On a lighter note, the health and pharmaceuticals sector may see an upsurge in revenues from the sales of dietary supplements and other related drugs as the consumption of processed foods and the like outpace their more natural sources. So the need to fill in the nutritional gap cannot be overstated. The concept created by the illusory observance of an emerging, 'financially free' middle class so busy they might not have time to pay religious attention to their nutritional requirements will engender this revenue surge. 

Wednesday, 21 March 2012

Hon. Hembe's Fatal Presumptions

"The only thing that one really knows about human nature is that it changes. Change is the one quality we can predicate of it. The systems that fail are those that rely on the permanency of human nature and not on its growth and development. The error of Louis XIV was that he thought human nature would always be the same. The result of his error was the French Revolution. It was an admirable result."  - Oscar Wilde

Clear verdict from history. That's all for now. 

Thursday, 15 March 2012

The €uro Will NOT Crash: the Chinese View

In the business of international relations and more importantly, the agitation for global dominance, national and regional CURRENCIES have become INSTRUMENTS of WARFARE on one hand and (to use Nixon's phrase) PEACEFUL COMPETITION on the other. From the removal of the gold exchange standard in August 1971 through the Asian currencies meltdown from July 1997, the movement of speculative and non-speculative capital has continued to determine the general prosperity of nations. As noted in the classic, The Alchemy of Finance, speculative capital basically moves in search of the highest total return. I infer that speculative capital movements will form part of the foundations for an "inquiry into the nature and causes of the debt of nations". 

In moving in the direction of bailing out the Eurozone, however, Chinese speculative capital has a longer-term view of the concept of highest total return. A mediating currency is a diplomatic imperative in the unfolding drama between the US dollar and the Chinese renminbi. Factoring in the fact that Chinese holdings of US government and corporate debt continue to go through a coordinated series of devaluation, the inflation-wary, German-led Eurozone will become for China the new DEBT frontier in years to come. Sovereign debt will become one of the hottest commodities over the next couple of decades and so speculative capital will continue to play a crucial role in global resource allocation. The European Union surpassed the United States last year as China's largest trading partner. Discounting the fact that ten of the twenty-seven EU countries do not use the common currency, with Germany, France and the Netherlands constituting a substantial weighting for the Eurozone area, we safely conclude that the survival of the Euro is in the best interest of China.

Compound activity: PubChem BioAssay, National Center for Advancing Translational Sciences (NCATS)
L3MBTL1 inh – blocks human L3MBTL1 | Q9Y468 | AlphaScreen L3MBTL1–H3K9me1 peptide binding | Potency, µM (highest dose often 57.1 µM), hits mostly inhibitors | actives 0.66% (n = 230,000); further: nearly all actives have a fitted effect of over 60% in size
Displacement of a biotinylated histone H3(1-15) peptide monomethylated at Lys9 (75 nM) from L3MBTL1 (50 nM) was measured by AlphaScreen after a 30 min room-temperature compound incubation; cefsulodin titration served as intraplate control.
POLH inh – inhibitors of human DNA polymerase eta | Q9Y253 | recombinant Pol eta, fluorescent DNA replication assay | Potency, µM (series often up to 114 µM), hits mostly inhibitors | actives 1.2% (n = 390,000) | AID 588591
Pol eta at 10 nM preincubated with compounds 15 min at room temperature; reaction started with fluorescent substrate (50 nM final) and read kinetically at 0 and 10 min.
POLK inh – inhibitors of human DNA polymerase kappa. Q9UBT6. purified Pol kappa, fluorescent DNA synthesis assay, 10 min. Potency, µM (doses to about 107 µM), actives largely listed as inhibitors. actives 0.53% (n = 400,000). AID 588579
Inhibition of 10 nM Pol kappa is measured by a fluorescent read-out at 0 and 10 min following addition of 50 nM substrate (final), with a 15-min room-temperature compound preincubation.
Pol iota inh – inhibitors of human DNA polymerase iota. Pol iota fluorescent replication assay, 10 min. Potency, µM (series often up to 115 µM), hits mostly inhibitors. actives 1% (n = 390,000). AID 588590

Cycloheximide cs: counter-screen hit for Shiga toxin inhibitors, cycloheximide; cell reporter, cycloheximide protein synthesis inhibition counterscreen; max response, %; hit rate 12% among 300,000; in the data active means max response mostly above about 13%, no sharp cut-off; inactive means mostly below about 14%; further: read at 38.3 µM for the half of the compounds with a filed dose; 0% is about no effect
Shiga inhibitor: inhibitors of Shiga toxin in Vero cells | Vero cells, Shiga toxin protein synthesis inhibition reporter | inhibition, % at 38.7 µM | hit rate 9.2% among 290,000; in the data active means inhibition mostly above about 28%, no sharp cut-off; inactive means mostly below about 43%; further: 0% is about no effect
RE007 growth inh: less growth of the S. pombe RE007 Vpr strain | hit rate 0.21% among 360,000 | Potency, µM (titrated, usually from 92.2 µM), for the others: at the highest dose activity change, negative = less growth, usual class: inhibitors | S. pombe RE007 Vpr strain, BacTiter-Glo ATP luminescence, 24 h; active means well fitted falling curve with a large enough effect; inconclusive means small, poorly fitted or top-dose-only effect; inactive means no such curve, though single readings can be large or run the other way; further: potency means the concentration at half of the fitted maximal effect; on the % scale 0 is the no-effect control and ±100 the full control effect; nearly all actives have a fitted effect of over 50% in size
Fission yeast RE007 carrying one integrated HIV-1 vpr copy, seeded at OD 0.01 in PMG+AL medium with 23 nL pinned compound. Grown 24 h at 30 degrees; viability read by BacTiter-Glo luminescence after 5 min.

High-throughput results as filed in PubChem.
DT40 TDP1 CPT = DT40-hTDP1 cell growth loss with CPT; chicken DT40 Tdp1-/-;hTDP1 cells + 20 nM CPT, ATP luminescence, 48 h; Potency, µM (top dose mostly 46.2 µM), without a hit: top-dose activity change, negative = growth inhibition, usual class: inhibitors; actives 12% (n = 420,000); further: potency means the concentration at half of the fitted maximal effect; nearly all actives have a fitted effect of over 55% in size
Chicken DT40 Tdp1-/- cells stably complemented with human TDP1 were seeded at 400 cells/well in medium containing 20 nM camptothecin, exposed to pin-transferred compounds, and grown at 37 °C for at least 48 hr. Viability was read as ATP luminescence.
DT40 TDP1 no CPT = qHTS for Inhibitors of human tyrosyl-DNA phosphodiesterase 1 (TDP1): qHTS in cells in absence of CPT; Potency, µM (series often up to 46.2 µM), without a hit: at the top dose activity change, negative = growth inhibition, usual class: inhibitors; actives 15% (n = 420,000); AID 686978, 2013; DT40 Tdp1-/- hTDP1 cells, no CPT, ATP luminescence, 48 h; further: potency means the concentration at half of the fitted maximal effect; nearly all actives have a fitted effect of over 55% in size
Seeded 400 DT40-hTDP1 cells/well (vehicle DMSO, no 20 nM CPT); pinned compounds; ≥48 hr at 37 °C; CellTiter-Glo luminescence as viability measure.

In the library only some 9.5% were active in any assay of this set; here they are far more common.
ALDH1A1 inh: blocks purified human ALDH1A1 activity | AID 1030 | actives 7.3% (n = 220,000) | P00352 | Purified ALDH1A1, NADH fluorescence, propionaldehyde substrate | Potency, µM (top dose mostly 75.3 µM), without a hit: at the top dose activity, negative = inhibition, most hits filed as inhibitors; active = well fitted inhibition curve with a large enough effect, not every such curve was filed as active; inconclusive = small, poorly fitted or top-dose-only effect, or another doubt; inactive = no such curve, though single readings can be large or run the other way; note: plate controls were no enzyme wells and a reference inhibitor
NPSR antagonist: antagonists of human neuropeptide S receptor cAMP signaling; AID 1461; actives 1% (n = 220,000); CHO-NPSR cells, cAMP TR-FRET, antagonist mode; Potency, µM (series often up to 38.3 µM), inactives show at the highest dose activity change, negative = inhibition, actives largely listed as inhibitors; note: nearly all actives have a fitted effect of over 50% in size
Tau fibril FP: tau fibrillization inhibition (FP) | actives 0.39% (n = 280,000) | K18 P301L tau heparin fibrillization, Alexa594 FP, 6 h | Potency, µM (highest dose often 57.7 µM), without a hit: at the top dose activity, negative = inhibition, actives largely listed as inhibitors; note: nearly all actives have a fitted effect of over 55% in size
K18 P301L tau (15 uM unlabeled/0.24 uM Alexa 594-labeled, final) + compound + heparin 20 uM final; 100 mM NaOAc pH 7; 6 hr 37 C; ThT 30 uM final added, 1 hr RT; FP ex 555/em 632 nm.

Wednesday, 7 March 2012

The Paradox of LTROs

Even though the long-term refinancing operations (LTROs) of the ECB should realistically stoke the fires of inflation (as the liquidity in the financial system is increased), banks and other related financial services firms who accepted the cheap fiat money being offered by the ECB have, more often than not, chosen to hoard their cash (and many times deposit it again with the reserve bank even though deposit rates are low) in the form of reserves rather than loaning it to the real economy. This may be understandable considering that regulators will be hoping to infer a minimum of 9% capital adequacy ratio from the balance sheet of the banks by June 2012. From this writing, I may safely conclude that the REGULATORS are helping the BANKS achieve the core CAPITAL ratio requirement. So the gold bulls may have to reduce their momentum considerably as we approach H1 2012. This world is interesting...